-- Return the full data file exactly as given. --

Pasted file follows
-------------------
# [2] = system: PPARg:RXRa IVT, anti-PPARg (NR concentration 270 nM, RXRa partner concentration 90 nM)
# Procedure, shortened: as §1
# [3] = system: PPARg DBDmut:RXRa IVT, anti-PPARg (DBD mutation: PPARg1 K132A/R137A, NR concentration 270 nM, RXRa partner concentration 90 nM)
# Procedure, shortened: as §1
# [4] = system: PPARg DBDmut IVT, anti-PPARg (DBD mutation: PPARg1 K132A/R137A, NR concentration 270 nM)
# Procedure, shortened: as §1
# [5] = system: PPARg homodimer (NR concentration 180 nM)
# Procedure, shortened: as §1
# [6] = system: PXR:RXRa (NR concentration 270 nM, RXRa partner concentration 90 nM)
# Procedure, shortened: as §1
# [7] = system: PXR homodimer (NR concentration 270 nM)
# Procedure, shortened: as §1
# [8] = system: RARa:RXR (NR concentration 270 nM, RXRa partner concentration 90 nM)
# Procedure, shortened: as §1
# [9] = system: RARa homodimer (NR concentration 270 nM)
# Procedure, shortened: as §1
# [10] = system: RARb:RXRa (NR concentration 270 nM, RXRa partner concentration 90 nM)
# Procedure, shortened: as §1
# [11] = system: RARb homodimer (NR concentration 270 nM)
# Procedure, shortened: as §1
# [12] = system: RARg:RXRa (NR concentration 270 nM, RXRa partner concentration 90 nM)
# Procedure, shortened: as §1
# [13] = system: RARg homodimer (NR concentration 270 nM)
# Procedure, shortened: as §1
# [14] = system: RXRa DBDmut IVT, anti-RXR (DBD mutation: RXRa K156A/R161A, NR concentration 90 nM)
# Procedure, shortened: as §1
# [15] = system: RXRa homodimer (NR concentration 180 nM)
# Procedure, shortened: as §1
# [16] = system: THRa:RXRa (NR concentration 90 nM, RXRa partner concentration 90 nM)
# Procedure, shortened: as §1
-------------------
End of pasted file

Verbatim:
# [2] = system: PPARg:RXRa IVT, anti-PPARg (NR concentration 270 nM, RXRa partner concentration 90 nM)
# Procedure, shortened: as §1
# [3] = system: PPARg DBDmut:RXRa IVT, anti-PPARg (DBD mutation: PPARg1 K132A/R137A, NR concentration 270 nM, RXRa partner concentration 90 nM)
# Procedure, shortened: as §1
# [4] = system: PPARg DBDmut IVT, anti-PPARg (DBD mutation: PPARg1 K132A/R137A, NR concentration 270 nM)
# Procedure, shortened: as §1
# [5] = system: PPARg homodimer (NR concentration 180 nM)
# Procedure, shortened: as §1
# [6] = system: PXR:RXRa (NR concentration 270 nM, RXRa partner concentration 90 nM)
# Procedure, shortened: as §1
# [7] = system: PXR homodimer (NR concentration 270 nM)
# Procedure, shortened: as §1
# [8] = system: RARa:RXR (NR concentration 270 nM, RXRa partner concentration 90 nM)
# Procedure, shortened: as §1
# [9] = system: RARa homodimer (NR concentration 270 nM)
# Procedure, shortened: as §1
# [10] = system: RARb:RXRa (NR concentration 270 nM, RXRa partner concentration 90 nM)
# Procedure, shortened: as §1
# [11] = system: RARb homodimer (NR concentration 270 nM)
# Procedure, shortened: as §1
# [12] = system: RARg:RXRa (NR concentration 270 nM, RXRa partner concentration 90 nM)
# Procedure, shortened: as §1
# [13] = system: RARg homodimer (NR concentration 270 nM)
# Procedure, shortened: as §1
# [14] = system: RXRa DBDmut IVT, anti-RXR (DBD mutation: RXRa K156A/R161A, NR concentration 90 nM)
# Procedure, shortened: as §1
# [15] = system: RXRa homodimer (NR concentration 180 nM)
# Procedure, shortened: as §1
# [16] = system: THRa:RXRa (NR concentration 90 nM, RXRa partner concentration 90 nM)
# Procedure, shortened: as §1